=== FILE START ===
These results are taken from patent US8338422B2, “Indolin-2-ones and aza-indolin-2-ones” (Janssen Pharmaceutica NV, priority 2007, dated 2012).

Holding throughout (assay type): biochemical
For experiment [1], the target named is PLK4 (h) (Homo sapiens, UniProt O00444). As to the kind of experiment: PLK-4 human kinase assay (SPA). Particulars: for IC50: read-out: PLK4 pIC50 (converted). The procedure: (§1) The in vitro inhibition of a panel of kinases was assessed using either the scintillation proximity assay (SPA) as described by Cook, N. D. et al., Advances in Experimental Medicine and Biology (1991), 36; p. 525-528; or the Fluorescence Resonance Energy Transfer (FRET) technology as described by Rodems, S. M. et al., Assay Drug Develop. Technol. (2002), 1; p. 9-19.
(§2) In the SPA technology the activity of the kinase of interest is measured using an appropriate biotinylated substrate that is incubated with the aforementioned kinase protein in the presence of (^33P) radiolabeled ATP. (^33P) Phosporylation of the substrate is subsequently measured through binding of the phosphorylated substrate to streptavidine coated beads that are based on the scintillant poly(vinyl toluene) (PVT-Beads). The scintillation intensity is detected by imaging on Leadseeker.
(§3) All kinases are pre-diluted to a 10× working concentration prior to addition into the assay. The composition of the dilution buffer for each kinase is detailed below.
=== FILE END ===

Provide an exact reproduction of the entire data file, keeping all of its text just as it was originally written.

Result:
These results are taken from patent US8338422B2, “Indolin-2-ones and aza-indolin-2-ones” (Janssen Pharmaceutica NV, priority 2007, dated 2012).

Holding throughout (assay type): biochemical
For experiment [1], the target named is PLK4 (h) (Homo sapiens, UniProt O00444). As to the kind of experiment: PLK-4 human kinase assay (SPA). Particulars: for IC50: read-out: PLK4 pIC50 (converted). The procedure: (§1) The in vitro inhibition of a panel of kinases was assessed using either the scintillation proximity assay (SPA) as described by Cook, N. D. et al., Advances in Experimental Medicine and Biology (1991), 36; p. 525-528; or the Fluorescence Resonance Energy Transfer (FRET) technology as described by Rodems, S. M. et al., Assay Drug Develop. Technol. (2002), 1; p. 9-19.
(§2) In the SPA technology the activity of the kinase of interest is measured using an appropriate biotinylated substrate that is incubated with the aforementioned kinase protein in the presence of (^33P) radiolabeled ATP. (^33P) Phosporylation of the substrate is subsequently measured through binding of the phosphorylated substrate to streptavidine coated beads that are based on the scintillant poly(vinyl toluene) (PVT-Beads). The scintillation intensity is detected by imaging on Leadseeker.
(§3) All kinases are pre-diluted to a 10× working concentration prior to addition into the assay. The composition of the dilution buffer for each kinase is detailed below.